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When Nicholas Manias found out he had a tumor on his adrenal gland at age 15, it was by accident. A baseball injury led him to doctors who found the tumor, and he and his family assumed it was a random occurrence and a case of bad luck.

When doctors found another tumor in the same area more than a decade later, Manias thought it was just another isolated event.

But it wasn’t.

Manias was referred to Moffitt Cancer Center, where genetic testing revealed he had Von Hippel-Lindau (VHL) syndrome, a genetic disorder that causes the formation of tumors and cysts in many different parts of the body. It puts an individual at a higher risk for multiple different cancer types, including kidney and brain cancer.  

Because of his diagnosis, Manias and now multiple other family members who tested positive for VHL syndrome, have several different screenings each year, such as abdominal and spinal cord scans and eye exams. This way, if a cancerous tumor popped up, doctors would most likely be able to treat it earlier and easier.

“It’s a double-edged sword,” said Manias. “In the beginning we were ignorant, but we weren’t worried about cancer. But now it’s nice to be surrounded by professionals and doctors who are not only interested in VHL, but also know what’s going on.”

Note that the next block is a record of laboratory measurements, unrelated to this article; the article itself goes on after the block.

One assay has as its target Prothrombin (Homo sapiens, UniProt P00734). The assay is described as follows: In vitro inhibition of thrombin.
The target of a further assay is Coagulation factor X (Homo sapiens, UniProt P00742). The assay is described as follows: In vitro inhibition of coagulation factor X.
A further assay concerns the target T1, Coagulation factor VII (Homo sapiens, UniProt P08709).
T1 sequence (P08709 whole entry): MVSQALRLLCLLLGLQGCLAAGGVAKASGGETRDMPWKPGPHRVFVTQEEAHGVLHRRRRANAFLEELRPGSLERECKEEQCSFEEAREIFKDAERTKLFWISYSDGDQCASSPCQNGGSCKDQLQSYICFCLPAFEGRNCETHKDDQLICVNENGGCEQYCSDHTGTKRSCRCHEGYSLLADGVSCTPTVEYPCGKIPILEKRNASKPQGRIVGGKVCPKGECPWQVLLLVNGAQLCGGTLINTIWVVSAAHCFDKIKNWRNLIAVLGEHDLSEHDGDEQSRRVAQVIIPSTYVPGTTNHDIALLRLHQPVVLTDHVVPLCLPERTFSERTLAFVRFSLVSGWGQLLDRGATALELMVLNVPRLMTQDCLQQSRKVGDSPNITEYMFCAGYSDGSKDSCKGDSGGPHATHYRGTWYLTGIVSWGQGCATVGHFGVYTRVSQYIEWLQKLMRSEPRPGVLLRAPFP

Dr. Philippe Spiess

The medical world is constantly changing, including advancements and increased awareness in genetic testing. “When I started my medical career, we had all these young people having all these kidney surgeries and no one thought they had a genetic disorder,” genitourinary surgical oncologist Dr. Philippe Spiess said.

Now, genetic testing is more widespread and Spiess is hoping to increase awareness of VHL. He is working with the VHL Alliance to establish screening guidelines for individuals with the disease to streamline care for all across the country. “I think we are doing standard care at Moffitt, but if you look at the community there really is no guideline and some providers are doing things differently,” said Spiess. “These guidelines would definitely be very helpful on a broader scale.”

Moffitt currently treats about 60 VHL patients. Just because the mutation is rare doesn’t mean having proper care and access to screening should be, and guidelines would help see to that. “I have been dealing with this since 1990, and until about three to four years ago, we didn’t know what VHL was,” Manias said. “To see the progress and the science happening so fast, it’s great it is getting more and more attention.”

Spiess recommends genetic testing for individuals who have a strong family history of kidney cancer and individuals who have had multiple tumors.